In Shakespeare’s Othello, Iago appears to be trustworthy but in truth, he is manipulative and dubious. Iago is a villainous character and he tries to achieve his desires of becoming a lieutenant by disguising himself as a honest person. Iago uses trust as a weapon to defeat his enemies and he only serves Othello to eventually, “serve [his] turn upon him” (1.1.42). Moreover, Iago’s capability to hide true feelings allows him to betray his commander, Othello for his own benefits. Soon, Iago decides to take the first step of his revenge by breaking Othello’s marriage with Desdemona. For this purpose, he manipulates Desdemona’s father named, Brabantio by suggesting that “an old black ram is tupping [his] white ewe” (1.1.90) . The disgusting sexual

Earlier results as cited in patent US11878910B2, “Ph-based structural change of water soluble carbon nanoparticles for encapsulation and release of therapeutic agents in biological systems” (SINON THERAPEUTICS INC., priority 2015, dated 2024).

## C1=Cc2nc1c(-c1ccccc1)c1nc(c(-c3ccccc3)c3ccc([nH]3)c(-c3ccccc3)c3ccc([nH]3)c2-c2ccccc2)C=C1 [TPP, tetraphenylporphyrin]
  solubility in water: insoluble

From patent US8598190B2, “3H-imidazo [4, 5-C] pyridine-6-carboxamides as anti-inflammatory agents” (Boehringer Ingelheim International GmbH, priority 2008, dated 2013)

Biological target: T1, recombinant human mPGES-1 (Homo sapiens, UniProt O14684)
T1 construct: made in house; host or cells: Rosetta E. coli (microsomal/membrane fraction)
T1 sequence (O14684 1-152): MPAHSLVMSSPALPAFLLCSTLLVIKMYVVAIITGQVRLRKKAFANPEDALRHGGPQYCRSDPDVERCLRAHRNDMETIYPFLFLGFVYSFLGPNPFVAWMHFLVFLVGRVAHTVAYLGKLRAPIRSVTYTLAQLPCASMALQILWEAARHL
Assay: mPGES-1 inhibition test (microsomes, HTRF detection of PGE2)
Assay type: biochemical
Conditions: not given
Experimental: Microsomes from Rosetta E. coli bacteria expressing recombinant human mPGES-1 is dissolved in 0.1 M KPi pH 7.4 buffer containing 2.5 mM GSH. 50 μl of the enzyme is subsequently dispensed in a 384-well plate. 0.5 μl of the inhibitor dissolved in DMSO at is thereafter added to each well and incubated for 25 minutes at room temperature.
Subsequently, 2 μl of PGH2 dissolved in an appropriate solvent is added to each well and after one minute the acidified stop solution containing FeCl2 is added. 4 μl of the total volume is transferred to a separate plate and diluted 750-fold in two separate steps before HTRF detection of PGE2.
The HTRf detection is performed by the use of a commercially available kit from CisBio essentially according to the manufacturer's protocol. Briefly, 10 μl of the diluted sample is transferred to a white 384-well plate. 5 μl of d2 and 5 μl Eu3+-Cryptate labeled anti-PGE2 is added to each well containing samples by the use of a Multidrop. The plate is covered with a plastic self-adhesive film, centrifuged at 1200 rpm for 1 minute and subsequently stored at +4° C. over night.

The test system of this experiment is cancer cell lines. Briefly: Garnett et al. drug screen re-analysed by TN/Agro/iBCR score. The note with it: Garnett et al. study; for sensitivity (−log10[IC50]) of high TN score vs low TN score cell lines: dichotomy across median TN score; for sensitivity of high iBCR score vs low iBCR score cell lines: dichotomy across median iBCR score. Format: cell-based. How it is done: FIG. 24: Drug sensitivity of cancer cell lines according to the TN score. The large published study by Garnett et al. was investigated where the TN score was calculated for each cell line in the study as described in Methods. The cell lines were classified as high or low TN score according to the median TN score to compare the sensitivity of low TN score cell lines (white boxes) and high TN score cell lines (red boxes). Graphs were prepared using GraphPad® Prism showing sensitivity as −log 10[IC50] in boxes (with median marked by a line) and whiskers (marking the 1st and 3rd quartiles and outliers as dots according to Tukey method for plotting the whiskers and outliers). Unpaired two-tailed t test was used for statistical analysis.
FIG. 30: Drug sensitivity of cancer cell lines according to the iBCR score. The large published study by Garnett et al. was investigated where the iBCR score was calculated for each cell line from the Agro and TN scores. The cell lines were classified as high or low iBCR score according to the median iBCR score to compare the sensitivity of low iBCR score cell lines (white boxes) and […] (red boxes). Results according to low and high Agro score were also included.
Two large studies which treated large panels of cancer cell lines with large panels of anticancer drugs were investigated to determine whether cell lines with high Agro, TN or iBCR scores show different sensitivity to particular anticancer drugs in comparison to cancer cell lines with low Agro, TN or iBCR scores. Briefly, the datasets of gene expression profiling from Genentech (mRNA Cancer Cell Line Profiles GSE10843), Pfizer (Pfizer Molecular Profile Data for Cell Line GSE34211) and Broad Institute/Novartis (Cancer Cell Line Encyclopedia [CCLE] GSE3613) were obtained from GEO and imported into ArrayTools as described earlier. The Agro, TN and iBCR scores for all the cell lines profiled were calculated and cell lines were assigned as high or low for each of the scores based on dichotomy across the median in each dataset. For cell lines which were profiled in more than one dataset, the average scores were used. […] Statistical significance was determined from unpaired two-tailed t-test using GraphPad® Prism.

The relationship of the characters in Othello are shaped by the theme of truth and lies. Othello has trouble believing in his relationship with Desdemona because he considers too many outside opinions. Iago is the center of creating manipulations to alter the truth of the actual information. Therefore, Othello questions his fidelity with Desdemona because Iago plants different information to manipulate Othello’s mind and ultimately disrupt his relationship. According to Samuel Taylor Coleridge, “Othello wishes to excuse himself—to excuse himself by accusing” (151). Othello has others easily influence his decisions, in which he is incapable of trusting himself. Needless to say, Othello finds it easier to accuse Desdemona of her wrongdoings and for being unfaithful; he does not question Iago’s creditability. In addition, the theme of truth and lies arise from Othello’s inability to understand himself, so Othello initially has Iago dictate. For that reason, Iago is able to tell Othello anything, knowing that Othello does not question him. However, Othello does not see that Iago manipulates him, and Iago’s lies are perceived as the truth, as it contradicts what Desdemona says.